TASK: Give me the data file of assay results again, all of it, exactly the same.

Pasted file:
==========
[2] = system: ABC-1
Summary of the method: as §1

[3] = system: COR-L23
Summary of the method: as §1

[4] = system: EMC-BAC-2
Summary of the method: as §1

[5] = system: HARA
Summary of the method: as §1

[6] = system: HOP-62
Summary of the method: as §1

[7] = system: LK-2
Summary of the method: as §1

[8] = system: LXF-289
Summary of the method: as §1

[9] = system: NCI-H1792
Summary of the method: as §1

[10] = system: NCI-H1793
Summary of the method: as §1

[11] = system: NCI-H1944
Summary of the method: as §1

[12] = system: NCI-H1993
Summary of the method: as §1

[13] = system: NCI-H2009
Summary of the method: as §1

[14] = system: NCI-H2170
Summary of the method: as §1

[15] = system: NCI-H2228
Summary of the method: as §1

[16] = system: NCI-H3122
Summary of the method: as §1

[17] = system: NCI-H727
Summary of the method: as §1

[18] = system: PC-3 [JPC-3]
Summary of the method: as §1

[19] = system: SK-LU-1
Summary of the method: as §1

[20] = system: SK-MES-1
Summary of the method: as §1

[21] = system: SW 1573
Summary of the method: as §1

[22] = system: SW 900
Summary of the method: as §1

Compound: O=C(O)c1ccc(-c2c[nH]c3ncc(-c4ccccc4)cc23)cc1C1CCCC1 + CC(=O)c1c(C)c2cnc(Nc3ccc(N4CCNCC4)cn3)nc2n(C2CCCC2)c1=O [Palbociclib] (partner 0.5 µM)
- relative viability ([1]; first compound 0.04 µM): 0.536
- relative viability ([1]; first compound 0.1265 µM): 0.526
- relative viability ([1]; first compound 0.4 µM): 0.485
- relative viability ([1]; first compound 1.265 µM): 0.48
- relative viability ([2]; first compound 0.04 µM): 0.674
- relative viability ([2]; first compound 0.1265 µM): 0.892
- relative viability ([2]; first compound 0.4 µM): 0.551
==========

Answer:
[2] = system: ABC-1
Summary of the method: as §1

[3] = system: COR-L23
Summary of the method: as §1

[4] = system: EMC-BAC-2
Summary of the method: as §1

[5] = system: HARA
Summary of the method: as §1

[6] = system: HOP-62
Summary of the method: as §1

[7] = system: LK-2
Summary of the method: as §1

[8] = system: LXF-289
Summary of the method: as §1

[9] = system: NCI-H1792
Summary of the method: as §1

[10] = system: NCI-H1793
Summary of the method: as §1

[11] = system: NCI-H1944
Summary of the method: as §1

[12] = system: NCI-H1993
Summary of the method: as §1

[13] = system: NCI-H2009
Summary of the method: as §1

[14] = system: NCI-H2170
Summary of the method: as §1

[15] = system: NCI-H2228
Summary of the method: as §1

[16] = system: NCI-H3122
Summary of the method: as §1

[17] = system: NCI-H727
Summary of the method: as §1

[18] = system: PC-3 [JPC-3]
Summary of the method: as §1

[19] = system: SK-LU-1
Summary of the method: as §1

[20] = system: SK-MES-1
Summary of the method: as §1

[21] = system: SW 1573
Summary of the method: as §1

[22] = system: SW 900
Summary of the method: as §1

Compound: O=C(O)c1ccc(-c2c[nH]c3ncc(-c4ccccc4)cc23)cc1C1CCCC1 + CC(=O)c1c(C)c2cnc(Nc3ccc(N4CCNCC4)cn3)nc2n(C2CCCC2)c1=O [Palbociclib] (partner 0.5 µM)
- relative viability ([1]; first compound 0.04 µM): 0.536
- relative viability ([1]; first compound 0.1265 µM): 0.526
- relative viability ([1]; first compound 0.4 µM): 0.485
- relative viability ([1]; first compound 1.265 µM): 0.48
- relative viability ([2]; first compound 0.04 µM): 0.674
- relative viability ([2]; first compound 0.1265 µM): 0.892
- relative viability ([2]; first compound 0.4 µM): 0.551